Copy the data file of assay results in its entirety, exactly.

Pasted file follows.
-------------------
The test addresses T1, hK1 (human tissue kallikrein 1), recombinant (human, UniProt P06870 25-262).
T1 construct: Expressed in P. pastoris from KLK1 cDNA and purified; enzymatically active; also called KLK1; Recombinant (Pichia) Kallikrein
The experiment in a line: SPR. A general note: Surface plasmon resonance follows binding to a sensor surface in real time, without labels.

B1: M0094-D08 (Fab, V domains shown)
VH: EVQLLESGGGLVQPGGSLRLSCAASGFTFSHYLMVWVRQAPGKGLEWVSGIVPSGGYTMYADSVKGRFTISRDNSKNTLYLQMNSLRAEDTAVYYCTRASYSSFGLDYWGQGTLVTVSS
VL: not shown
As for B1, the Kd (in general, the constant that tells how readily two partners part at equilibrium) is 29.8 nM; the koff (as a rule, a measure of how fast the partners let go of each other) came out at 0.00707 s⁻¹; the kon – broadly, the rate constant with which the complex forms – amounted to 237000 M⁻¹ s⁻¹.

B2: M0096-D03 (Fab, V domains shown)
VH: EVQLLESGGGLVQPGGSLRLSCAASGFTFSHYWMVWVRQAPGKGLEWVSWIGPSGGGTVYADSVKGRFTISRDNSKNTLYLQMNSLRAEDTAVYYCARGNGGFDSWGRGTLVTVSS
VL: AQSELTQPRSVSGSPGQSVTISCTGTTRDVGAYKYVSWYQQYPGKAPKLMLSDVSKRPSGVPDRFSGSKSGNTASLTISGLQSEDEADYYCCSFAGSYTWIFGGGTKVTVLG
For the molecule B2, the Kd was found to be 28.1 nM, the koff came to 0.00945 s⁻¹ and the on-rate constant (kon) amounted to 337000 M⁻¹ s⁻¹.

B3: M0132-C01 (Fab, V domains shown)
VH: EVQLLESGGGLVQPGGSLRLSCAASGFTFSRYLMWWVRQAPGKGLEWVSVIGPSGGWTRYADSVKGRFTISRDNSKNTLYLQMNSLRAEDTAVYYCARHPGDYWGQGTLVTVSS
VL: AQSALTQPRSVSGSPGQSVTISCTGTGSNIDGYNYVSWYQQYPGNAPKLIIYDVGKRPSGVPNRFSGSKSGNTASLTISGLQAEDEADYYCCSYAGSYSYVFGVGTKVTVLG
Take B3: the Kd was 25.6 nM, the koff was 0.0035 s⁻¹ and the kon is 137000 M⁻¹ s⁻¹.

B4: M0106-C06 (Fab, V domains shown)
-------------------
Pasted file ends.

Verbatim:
The test addresses T1, hK1 (human tissue kallikrein 1), recombinant (human, UniProt P06870 25-262).
T1 construct: Expressed in P. pastoris from KLK1 cDNA and purified; enzymatically active; also called KLK1; Recombinant (Pichia) Kallikrein
The experiment in a line: SPR. A general note: Surface plasmon resonance follows binding to a sensor surface in real time, without labels.

B1: M0094-D08 (Fab, V domains shown)
VH: EVQLLESGGGLVQPGGSLRLSCAASGFTFSHYLMVWVRQAPGKGLEWVSGIVPSGGYTMYADSVKGRFTISRDNSKNTLYLQMNSLRAEDTAVYYCTRASYSSFGLDYWGQGTLVTVSS
VL: not shown
As for B1, the Kd (in general, the constant that tells how readily two partners part at equilibrium) is 29.8 nM; the koff (as a rule, a measure of how fast the partners let go of each other) came out at 0.00707 s⁻¹; the kon – broadly, the rate constant with which the complex forms – amounted to 237000 M⁻¹ s⁻¹.

B2: M0096-D03 (Fab, V domains shown)
VH: EVQLLESGGGLVQPGGSLRLSCAASGFTFSHYWMVWVRQAPGKGLEWVSWIGPSGGGTVYADSVKGRFTISRDNSKNTLYLQMNSLRAEDTAVYYCARGNGGFDSWGRGTLVTVSS
VL: AQSELTQPRSVSGSPGQSVTISCTGTTRDVGAYKYVSWYQQYPGKAPKLMLSDVSKRPSGVPDRFSGSKSGNTASLTISGLQSEDEADYYCCSFAGSYTWIFGGGTKVTVLG
For the molecule B2, the Kd was found to be 28.1 nM, the koff came to 0.00945 s⁻¹ and the on-rate constant (kon) amounted to 337000 M⁻¹ s⁻¹.

B3: M0132-C01 (Fab, V domains shown)
VH: EVQLLESGGGLVQPGGSLRLSCAASGFTFSRYLMWWVRQAPGKGLEWVSVIGPSGGWTRYADSVKGRFTISRDNSKNTLYLQMNSLRAEDTAVYYCARHPGDYWGQGTLVTVSS
VL: AQSALTQPRSVSGSPGQSVTISCTGTGSNIDGYNYVSWYQQYPGNAPKLIIYDVGKRPSGVPNRFSGSKSGNTASLTISGLQAEDEADYYCCSYAGSYSYVFGVGTKVTVLG
Take B3: the Kd was 25.6 nM, the koff was 0.0035 s⁻¹ and the kon is 137000 M⁻¹ s⁻¹.

B4: M0106-C06 (Fab, V domains shown)